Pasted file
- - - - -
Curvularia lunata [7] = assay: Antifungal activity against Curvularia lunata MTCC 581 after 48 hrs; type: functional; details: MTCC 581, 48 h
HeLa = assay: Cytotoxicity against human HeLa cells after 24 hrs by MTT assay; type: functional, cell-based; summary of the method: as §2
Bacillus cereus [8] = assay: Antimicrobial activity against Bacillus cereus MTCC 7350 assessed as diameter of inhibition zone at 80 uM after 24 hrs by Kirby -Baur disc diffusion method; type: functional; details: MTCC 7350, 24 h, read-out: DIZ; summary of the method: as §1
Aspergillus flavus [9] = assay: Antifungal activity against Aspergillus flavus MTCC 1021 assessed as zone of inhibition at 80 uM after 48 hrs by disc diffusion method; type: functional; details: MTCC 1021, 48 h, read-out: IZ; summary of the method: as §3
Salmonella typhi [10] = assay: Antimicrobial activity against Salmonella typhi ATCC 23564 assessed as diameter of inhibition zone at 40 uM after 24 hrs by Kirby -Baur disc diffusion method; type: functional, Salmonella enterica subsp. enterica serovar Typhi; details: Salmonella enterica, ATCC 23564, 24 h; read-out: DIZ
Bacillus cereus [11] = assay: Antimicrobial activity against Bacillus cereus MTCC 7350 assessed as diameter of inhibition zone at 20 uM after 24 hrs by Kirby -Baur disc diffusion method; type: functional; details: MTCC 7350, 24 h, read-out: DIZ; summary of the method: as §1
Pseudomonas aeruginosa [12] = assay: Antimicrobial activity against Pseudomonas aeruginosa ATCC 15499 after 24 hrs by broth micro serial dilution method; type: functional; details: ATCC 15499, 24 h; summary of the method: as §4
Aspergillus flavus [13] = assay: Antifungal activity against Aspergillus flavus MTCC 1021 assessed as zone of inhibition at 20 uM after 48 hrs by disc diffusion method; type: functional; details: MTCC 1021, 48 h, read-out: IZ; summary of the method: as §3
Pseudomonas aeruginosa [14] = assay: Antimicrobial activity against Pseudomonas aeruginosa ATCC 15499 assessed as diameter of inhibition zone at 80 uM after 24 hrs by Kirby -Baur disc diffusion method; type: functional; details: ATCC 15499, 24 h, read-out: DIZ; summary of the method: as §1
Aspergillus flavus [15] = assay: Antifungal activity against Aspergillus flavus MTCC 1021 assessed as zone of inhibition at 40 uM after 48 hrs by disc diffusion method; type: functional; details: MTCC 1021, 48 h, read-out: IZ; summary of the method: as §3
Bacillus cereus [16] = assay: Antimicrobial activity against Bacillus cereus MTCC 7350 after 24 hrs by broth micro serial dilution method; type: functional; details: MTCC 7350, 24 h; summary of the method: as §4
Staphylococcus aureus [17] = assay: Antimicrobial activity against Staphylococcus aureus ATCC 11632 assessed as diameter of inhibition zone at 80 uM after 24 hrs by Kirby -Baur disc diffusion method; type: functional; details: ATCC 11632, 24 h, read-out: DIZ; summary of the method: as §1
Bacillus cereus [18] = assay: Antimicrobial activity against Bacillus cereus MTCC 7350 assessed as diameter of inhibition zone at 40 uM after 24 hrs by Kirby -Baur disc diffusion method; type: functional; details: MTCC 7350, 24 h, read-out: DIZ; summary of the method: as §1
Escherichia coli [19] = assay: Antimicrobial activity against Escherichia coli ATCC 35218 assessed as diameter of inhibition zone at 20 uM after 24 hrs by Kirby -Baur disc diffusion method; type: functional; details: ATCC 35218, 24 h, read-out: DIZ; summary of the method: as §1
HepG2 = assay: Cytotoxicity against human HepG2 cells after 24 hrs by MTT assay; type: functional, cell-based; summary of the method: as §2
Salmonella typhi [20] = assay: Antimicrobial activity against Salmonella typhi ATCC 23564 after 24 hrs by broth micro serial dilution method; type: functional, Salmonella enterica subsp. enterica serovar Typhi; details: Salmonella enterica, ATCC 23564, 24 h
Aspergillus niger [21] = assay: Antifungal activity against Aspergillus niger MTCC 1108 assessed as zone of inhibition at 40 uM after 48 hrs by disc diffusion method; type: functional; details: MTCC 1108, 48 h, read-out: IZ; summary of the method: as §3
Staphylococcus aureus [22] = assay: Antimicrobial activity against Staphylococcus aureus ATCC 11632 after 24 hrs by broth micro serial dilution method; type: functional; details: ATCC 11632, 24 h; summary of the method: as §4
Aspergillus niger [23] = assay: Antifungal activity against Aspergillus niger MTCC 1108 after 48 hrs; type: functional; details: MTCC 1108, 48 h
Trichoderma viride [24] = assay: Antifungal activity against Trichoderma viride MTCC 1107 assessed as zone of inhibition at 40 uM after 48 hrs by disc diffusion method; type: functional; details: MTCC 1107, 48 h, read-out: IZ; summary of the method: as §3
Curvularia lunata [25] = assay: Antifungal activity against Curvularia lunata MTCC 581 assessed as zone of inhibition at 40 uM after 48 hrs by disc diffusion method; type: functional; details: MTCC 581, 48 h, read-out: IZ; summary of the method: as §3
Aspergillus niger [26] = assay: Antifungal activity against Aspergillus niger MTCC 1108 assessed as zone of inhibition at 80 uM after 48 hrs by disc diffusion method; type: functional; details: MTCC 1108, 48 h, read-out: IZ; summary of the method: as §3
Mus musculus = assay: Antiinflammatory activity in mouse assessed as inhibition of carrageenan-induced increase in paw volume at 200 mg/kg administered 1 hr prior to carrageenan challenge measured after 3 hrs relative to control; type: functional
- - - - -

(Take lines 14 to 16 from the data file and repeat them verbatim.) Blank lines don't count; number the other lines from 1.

Escherichia coli [19] = assay: Antimicrobial activity against Escherichia coli ATCC 35218 assessed as diameter of inhibition zone at 20 uM after 24 hrs by Kirby -Baur disc diffusion method; type: functional; details: ATCC 35218, 24 h, read-out: DIZ; summary of the method: as §1
HepG2 = assay: Cytotoxicity against human HepG2 cells after 24 hrs by MTT assay; type: functional, cell-based; summary of the method: as §2
Salmonella typhi [20] = assay: Antimicrobial activity against Salmonella typhi ATCC 23564 after 24 hrs by broth micro serial dilution method; type: functional, Salmonella enterica subsp. enterica serovar Typhi; details: Salmonella enterica, ATCC 23564, 24 h